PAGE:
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Lao Tourism Support Project

Lao Tourism Support Project

Getting the basics right

Tourism in Laos is growing quickly, though there’s still a need to get the basics right in a number of locations. The NZ (New Zealand) – Lao Tourism Support Project is doing precisely that in Luang Namtha, Xieng Khouang and along The Loop (Bolikhamxay and Khammouane).

Improving facilities for visitors is now underway in all these places including new directional signs and place names for over 200 locations.

Knowing the customer

In research conducted between April and July 2016 over 600 international visitors were surveyed to find out more about their satisfaction, length of stay, travel pattern, places visited, use of information and how much they spent. What they liked and didn’t like about their experience also came through in the study.

In terms of economic impact, it was found that visitors spent between US$150 and US$180 per trip to these destinations, staying on average between 2 and 3 nights in each. Despite low levels of satisfaction with the facilities available in the destinations surveyed, it was encouraging that close to 75% of visitors said that they would still recommend these places to friends and family. This is useful information and a good incentive to increase visitor satisfaction.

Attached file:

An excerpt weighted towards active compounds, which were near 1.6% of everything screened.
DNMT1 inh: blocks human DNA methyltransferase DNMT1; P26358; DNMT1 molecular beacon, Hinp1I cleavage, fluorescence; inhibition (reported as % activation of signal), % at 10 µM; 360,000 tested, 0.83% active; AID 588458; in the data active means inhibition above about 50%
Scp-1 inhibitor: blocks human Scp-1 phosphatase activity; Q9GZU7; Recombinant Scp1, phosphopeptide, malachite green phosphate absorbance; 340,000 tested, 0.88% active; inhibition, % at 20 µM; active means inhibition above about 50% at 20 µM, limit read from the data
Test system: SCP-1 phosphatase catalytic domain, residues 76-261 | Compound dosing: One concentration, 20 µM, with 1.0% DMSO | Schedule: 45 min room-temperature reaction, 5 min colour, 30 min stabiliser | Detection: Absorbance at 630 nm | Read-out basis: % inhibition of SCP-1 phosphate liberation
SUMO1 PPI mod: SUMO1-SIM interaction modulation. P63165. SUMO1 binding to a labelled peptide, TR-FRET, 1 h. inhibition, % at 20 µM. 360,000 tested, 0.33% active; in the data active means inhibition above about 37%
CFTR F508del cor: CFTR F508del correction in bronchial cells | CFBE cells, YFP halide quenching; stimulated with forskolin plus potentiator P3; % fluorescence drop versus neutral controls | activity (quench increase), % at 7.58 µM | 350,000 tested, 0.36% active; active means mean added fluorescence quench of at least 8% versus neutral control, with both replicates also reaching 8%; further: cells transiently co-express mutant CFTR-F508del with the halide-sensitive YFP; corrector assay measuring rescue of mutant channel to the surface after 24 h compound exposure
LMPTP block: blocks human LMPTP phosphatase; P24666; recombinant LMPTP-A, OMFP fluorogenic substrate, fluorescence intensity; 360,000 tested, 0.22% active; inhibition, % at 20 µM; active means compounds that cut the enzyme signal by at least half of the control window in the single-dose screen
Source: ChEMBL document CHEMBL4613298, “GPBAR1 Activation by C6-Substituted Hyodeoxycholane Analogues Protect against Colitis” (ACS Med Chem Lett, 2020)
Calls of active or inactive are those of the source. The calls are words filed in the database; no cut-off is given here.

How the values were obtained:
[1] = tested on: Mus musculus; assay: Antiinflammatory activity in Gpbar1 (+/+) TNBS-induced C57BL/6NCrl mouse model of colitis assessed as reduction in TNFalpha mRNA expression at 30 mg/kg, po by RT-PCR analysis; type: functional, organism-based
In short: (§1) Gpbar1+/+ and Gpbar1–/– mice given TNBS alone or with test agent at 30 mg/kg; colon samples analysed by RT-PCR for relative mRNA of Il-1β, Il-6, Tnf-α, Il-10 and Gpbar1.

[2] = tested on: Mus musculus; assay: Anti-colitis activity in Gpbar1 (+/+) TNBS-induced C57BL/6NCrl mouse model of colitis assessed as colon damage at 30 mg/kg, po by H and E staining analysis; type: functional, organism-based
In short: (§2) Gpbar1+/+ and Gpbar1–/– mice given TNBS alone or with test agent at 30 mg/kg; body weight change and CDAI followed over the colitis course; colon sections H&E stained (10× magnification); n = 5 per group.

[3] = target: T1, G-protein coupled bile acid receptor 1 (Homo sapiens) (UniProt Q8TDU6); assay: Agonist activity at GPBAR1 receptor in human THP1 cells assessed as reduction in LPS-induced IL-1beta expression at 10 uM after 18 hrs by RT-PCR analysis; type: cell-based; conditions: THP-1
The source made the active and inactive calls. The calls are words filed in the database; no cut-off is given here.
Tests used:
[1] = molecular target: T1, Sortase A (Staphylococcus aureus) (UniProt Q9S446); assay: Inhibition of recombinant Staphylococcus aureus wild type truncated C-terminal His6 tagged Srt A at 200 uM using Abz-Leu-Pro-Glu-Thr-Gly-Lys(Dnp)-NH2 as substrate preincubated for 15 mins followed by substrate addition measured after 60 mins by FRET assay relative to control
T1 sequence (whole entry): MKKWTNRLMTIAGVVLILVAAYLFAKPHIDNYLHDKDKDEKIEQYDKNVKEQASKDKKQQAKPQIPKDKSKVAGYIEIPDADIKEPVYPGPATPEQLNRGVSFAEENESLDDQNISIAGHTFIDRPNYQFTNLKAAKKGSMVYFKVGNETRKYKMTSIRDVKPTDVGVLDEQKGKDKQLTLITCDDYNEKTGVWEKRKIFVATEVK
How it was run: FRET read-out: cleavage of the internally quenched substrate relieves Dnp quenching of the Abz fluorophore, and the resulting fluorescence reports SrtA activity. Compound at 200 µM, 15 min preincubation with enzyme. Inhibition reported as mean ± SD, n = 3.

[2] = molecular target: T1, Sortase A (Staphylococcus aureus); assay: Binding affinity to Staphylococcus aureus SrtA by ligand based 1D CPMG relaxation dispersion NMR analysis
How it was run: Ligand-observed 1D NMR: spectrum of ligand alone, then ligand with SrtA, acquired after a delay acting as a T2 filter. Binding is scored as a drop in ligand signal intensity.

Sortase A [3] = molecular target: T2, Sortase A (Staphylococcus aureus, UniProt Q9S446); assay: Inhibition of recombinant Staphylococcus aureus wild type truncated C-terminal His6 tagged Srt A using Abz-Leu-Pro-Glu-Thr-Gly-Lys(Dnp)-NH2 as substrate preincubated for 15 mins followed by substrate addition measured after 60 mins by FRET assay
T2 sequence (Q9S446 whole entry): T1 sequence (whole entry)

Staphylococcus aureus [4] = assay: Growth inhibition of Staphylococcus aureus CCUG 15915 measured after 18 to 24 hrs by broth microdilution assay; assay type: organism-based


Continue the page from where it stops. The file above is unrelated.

The key take out was that these visitors seemed happy with their overall experience but felt that accommodation providers, food outlets, the attractions and other services could lift their game. The scenery in these destinations and the experience of meeting local people were rated highly.

Working together

Because tourism is such a complex industry, best results can be achieved when government, community and the private sector work closely together.

Destination Management Networks have been set up in each of these provinces made up of private sector, community and government players. Destination Management Plans have been prepared to help guide joint actions that will improve the destinations. It is still early days. Stakeholders are communicating more regularly with each other and that’s a good sign.

Over the next few years a number of collaborative actions will take place including improved destination marketing, collection and sharing of tourist statistics, infrastructure development, restoration of heritage sites and provision of information for visitors.

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